In this part of analysis value of cmin is fixed at 400 and also the priority order of 3-2-1 is remained the same. The value of cmax is changed over the accepted interval with steps of 500 and the resulted optimal values of objective functions are recorded. Table 1 shows the results of this analysis. In order to have a better observation of objecttive function’s behavior, cmax is increased even further up to 15,000 in which case, none of the telecenter capacities exceed the maximum value (This shows that for cmax > 15,000 the model works like an uncapacitated model).

Figure 6 shows the optimum values of the first objecttive function for different values of cmax. In this Figure, two different regimens of points could be seen. To better differentiate these two regimens, piecewise slopes of the lines connecting each two consecutive points are calculated and shown in Table 2. As can be seen from Table 2, the slopes for the lower values of cmax () is more than ten times the slopes for the higher values of cmax (). By approximating the curve in these two regions with straight lines their point of intersect is found to be which is realized at the transition point between the two regimens. The capacity at the location of transition is selected to be, which is the optimum value of cmax anticipated in Section 3.2. As mentioned earlier, values of cmax greater than this work against the equitable distribution of telecommuting opportunities and for lower values of cmax, the optimal z1 value increases (which is against the minimization objective).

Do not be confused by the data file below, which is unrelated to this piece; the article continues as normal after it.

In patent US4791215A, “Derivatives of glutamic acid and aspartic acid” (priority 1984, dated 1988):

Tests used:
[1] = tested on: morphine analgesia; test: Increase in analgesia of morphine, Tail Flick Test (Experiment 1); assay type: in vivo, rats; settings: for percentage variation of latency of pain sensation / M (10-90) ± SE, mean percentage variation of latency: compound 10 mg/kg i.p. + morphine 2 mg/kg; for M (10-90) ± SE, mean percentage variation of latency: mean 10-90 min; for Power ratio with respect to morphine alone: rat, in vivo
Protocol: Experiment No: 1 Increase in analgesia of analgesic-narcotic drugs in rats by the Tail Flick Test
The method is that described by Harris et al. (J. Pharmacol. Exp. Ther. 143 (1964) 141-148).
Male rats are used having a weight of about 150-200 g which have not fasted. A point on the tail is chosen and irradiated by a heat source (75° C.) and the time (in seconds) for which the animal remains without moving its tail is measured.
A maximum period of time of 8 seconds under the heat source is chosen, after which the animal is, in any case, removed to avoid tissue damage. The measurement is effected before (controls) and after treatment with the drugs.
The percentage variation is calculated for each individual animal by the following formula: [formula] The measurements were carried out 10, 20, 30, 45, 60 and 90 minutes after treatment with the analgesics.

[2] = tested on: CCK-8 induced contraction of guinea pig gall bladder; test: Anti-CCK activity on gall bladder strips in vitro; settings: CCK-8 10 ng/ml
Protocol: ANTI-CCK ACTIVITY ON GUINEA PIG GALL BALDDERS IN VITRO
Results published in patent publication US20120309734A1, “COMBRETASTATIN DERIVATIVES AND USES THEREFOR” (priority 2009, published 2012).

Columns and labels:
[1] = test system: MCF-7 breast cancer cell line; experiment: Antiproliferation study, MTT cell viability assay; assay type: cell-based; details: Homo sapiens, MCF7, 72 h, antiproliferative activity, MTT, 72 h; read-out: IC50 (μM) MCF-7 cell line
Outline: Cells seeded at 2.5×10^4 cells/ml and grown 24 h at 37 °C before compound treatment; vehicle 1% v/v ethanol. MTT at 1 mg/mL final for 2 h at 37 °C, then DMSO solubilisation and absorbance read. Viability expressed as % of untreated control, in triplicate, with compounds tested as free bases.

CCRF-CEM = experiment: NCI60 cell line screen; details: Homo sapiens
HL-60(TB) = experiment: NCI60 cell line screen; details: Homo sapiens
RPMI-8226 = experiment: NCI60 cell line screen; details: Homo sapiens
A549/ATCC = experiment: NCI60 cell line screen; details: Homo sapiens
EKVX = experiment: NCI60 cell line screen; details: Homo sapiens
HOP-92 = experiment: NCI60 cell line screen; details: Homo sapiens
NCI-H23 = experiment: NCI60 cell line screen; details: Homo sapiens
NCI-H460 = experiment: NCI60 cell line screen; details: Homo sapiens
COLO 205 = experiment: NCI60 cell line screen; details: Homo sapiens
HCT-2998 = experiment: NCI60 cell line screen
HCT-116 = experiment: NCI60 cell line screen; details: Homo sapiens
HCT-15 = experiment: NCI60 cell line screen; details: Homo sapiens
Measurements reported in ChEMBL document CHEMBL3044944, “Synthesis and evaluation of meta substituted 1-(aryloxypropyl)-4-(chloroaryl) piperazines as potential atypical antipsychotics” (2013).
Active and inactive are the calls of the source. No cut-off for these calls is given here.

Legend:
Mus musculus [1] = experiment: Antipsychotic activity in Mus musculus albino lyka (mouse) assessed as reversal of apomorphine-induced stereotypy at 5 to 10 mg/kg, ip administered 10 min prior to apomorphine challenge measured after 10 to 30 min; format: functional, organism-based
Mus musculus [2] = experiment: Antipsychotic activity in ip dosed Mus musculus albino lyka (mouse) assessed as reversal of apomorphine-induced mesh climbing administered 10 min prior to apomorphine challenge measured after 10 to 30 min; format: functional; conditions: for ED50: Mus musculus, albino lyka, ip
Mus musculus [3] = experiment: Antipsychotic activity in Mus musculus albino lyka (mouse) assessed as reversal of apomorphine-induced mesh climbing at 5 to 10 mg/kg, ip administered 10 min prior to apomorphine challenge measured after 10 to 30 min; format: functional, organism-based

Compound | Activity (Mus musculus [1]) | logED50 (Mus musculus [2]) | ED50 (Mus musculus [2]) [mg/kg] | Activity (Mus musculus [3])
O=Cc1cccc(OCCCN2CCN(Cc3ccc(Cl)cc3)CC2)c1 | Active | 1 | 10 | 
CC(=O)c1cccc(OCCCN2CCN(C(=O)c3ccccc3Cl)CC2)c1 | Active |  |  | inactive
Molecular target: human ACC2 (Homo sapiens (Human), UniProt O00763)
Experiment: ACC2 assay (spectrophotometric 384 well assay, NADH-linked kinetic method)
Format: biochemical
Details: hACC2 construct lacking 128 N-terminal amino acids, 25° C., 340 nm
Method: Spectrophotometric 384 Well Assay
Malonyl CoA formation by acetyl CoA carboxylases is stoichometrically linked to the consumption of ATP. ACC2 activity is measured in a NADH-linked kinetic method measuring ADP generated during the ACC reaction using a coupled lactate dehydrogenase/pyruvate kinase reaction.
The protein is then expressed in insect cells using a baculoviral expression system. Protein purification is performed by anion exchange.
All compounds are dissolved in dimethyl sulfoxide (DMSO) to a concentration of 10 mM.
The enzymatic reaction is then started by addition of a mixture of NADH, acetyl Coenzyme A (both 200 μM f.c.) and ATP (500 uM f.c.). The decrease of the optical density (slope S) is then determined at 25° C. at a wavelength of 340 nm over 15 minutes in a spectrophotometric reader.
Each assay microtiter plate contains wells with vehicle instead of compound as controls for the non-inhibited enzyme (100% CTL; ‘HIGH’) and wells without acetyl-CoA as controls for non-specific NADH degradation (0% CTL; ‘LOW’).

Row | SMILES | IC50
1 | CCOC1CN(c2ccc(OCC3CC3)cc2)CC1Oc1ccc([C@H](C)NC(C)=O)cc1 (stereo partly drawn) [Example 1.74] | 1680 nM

4.3. Sensitivity Analysis on the Minimum Capacity (cmin)

In this step, cmax is set fixed at the select value from the

Table 1. Sensitivity analysis on cmax.

Figure 6. Sensitivity of the first objective to cmax.

Table 2. Piecewise slopes of Figure 6.

last section (cmax = 4500) and cmin is varied over the interval (0, 800) which found appropriate in Section 3.2. The value of cmin is increased with steps of 100 and the optimal objective values are recorded each time. The priority order of using closer telecenters is also the same as before (3-2-1). Table 3 and Figure 7 show the results of this sensitivity analysis.